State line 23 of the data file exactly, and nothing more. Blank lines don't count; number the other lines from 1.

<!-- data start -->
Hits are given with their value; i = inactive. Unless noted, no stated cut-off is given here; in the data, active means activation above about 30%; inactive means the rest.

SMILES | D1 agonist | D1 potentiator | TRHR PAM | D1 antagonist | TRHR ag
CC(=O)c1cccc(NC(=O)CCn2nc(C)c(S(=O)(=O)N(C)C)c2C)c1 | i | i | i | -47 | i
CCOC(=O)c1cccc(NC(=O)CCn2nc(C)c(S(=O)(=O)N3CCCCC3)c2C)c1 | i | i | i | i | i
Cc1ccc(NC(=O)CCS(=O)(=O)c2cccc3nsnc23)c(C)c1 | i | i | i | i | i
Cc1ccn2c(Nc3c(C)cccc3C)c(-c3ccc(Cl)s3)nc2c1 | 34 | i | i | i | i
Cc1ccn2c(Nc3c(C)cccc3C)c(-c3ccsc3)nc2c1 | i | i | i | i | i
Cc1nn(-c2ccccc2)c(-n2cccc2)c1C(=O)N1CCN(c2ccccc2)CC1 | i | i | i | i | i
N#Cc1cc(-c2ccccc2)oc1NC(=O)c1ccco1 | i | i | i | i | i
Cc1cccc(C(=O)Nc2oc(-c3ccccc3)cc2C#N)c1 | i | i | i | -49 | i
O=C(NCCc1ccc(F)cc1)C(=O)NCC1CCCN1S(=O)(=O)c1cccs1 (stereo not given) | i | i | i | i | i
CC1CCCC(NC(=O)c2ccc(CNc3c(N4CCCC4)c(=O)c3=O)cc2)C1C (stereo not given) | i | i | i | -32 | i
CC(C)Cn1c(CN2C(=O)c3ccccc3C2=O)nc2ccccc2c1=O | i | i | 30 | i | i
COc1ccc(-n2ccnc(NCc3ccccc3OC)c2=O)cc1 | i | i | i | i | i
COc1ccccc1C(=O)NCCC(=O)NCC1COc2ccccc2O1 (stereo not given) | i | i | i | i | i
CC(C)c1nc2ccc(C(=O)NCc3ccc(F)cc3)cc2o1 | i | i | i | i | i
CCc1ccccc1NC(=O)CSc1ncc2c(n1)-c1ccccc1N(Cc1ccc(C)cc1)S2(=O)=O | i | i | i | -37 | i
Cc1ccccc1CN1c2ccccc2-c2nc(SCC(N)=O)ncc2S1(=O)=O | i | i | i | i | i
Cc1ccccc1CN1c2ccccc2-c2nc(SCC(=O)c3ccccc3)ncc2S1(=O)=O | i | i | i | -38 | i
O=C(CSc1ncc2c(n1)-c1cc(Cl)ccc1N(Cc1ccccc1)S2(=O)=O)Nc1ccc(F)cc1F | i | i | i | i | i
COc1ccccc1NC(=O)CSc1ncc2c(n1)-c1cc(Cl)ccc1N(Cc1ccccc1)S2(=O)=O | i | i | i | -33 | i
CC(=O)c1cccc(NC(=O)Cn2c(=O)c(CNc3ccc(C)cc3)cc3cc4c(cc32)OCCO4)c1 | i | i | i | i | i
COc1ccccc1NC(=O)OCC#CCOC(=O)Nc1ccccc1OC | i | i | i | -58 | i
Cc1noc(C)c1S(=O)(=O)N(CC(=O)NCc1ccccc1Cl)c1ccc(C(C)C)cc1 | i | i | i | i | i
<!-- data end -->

COc1ccccc1NC(=O)OCC#CCOC(=O)Nc1ccccc1OC | i | i | i | -58 | i